THE FBI have arrested a retired lawyer who became involved in a £20m stolen art saga. If convicted, he could face up to 10 years in jail.
Robert Mardirosian, 72, was charged on February 13 in a US District Court with possessing, concealing, storing and attempting to sell stolen goods over the last 30 years.
The seven paintings in question were stolen in 1978 from the Massachusetts home of collector Michael Bakwin. They included Paul Cézanne’s Fruit and Jug, two Chaim Soutine portraits, two works by Jean Jansen and works by Maurice de Vlaminck and Maurice Utrillo.
The US authorities allege that Mardirosian took the paintings on an international tour from his Massachusetts law office to Swiss banks and London auction houses under the cover of a company registered in Panama that he created in order to sell the works.
Mardirosian originally became involved in the case when he represented one of the suspected thieves, David Colvin. He told The Boston Globe last year that he represented Colvin in an unrelated case and that Colvin had simply left the paintings at his law office in Watertown. Colvin was never convicted of the theft as there was insufficient evidence. He was then murdered in 1979 over a gambling debt.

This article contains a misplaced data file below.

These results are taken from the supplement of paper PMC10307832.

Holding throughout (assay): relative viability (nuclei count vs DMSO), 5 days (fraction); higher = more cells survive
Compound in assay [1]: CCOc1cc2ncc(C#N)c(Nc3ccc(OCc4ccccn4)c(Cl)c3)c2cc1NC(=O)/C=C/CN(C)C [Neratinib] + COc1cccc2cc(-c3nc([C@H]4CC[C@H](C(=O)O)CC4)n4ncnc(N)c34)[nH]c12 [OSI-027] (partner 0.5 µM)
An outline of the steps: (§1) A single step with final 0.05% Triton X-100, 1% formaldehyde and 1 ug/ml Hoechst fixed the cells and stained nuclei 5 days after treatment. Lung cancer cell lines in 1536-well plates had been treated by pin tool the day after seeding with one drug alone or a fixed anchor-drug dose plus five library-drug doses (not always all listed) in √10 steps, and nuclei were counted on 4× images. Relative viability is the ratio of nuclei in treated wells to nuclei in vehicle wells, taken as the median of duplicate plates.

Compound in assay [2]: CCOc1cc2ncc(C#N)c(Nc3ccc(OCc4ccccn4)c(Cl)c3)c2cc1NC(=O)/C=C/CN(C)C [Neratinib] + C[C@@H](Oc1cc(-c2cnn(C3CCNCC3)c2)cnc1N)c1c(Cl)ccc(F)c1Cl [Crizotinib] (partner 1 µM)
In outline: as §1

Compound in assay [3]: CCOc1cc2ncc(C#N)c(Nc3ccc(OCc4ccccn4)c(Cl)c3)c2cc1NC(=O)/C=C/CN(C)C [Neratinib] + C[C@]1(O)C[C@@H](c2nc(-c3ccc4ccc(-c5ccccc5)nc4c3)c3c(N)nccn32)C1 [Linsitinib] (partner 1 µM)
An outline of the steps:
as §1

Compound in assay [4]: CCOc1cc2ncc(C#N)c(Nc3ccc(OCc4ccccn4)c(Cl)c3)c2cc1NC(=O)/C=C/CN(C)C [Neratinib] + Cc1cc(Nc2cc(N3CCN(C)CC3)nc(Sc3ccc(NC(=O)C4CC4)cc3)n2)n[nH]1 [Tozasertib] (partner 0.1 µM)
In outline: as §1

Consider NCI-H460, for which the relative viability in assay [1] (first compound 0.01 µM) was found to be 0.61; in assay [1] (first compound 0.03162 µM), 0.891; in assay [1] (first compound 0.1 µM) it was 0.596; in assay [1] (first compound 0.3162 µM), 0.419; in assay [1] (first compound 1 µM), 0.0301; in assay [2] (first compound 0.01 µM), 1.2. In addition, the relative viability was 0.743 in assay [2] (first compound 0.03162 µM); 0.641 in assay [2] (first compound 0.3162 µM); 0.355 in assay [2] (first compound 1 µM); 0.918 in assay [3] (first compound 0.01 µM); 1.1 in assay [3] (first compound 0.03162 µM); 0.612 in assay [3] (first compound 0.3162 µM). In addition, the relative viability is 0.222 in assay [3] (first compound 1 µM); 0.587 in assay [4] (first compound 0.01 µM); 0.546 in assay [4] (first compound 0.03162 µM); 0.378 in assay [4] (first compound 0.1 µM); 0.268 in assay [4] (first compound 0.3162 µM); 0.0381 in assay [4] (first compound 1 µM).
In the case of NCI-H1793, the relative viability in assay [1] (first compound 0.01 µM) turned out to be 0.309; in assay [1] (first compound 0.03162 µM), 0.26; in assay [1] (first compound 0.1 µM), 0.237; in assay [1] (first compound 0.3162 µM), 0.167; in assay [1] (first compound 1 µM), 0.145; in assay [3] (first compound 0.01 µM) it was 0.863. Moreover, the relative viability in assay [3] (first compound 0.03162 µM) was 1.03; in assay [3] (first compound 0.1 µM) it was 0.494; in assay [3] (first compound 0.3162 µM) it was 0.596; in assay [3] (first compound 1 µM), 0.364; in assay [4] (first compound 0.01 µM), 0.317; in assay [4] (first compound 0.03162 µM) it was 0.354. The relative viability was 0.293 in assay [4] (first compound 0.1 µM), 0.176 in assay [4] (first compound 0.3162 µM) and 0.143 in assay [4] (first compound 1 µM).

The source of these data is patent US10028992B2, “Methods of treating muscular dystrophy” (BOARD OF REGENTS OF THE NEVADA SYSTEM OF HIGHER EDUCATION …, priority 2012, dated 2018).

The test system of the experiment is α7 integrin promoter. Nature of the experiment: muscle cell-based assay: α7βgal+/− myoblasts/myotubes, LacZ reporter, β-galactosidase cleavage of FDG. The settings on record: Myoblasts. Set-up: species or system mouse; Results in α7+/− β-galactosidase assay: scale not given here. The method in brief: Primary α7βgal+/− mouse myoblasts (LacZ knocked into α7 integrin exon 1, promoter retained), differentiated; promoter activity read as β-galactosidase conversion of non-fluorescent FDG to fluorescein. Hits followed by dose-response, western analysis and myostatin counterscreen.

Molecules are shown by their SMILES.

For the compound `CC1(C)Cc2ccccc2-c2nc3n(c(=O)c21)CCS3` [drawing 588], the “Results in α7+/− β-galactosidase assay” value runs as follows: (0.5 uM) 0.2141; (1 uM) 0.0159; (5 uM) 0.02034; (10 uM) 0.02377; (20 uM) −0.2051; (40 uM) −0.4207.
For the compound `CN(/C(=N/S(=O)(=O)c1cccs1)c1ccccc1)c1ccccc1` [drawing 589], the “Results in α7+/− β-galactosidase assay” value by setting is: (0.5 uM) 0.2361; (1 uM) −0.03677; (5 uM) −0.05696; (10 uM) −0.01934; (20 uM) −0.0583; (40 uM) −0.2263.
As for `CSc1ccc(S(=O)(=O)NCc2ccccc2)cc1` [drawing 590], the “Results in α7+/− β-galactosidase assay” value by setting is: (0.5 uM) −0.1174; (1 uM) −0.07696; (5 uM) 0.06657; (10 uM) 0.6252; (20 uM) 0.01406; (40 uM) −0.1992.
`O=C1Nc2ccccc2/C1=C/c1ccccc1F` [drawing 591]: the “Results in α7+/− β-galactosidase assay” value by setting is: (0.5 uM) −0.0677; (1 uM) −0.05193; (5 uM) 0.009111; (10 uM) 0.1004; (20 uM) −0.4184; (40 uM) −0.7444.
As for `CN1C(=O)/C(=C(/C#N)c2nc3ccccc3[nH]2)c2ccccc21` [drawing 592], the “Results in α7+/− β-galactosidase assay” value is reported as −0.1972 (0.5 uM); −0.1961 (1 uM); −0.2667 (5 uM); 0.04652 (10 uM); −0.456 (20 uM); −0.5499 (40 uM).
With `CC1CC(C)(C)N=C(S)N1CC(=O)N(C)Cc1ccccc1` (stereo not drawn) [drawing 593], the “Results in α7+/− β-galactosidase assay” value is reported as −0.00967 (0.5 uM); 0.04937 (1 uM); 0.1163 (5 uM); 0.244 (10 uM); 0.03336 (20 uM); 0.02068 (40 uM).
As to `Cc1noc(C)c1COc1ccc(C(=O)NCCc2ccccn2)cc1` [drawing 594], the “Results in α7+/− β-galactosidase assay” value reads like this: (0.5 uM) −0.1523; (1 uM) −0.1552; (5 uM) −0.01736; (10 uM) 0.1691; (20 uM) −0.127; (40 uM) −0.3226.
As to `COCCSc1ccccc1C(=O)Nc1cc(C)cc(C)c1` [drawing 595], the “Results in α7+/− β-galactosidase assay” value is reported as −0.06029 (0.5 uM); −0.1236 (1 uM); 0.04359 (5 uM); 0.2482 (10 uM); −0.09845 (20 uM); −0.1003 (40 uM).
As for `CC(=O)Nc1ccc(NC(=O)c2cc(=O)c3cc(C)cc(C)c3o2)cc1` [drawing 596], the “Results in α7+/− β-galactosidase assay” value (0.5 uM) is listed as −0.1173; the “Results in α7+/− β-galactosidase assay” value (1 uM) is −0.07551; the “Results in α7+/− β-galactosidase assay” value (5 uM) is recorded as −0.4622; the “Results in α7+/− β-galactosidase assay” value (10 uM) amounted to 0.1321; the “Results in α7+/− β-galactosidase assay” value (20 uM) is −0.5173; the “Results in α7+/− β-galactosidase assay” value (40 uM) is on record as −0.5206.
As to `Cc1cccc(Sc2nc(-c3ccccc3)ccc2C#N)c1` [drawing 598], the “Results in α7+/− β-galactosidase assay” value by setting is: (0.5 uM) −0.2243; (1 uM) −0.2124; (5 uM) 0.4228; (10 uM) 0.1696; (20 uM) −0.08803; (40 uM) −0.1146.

There was then no trace of the paintings until 1999 when Lloyd’s of London were asked to insure their movement from Russia to London for valuation and sale. Lloyd’s underwriters contacted the Art Loss Register, and negotiations began for their return.
In cooperation with the FBI, the ALR negotiated the return of the Cézanne, which was sold on behalf of Mr Bakwin for £18m at Sotheby’s in 1999. Negotiations to recover the other six paintings broke off in 2001.
In 2004 four of the stolen pictures were consigned to Sotheby’s by Paul Palanjian acting as agent for Mardirosian. The ALR and Mr Bakwin’s lawyers initiated legal action and the four works should now be returned shortly.
Investigators believe the two remaining paintings, both Jansen works, are being held by a Swiss friend of Mardirosian. The ALR stated they were continuing to pursue their recovery.
Antiques Trade Gazette is the weekly bible of the fine art and antiques industry. Read articles like this every week in the Antiques Trade Gazette or ATG app. Click here to subscribe today.
Back to top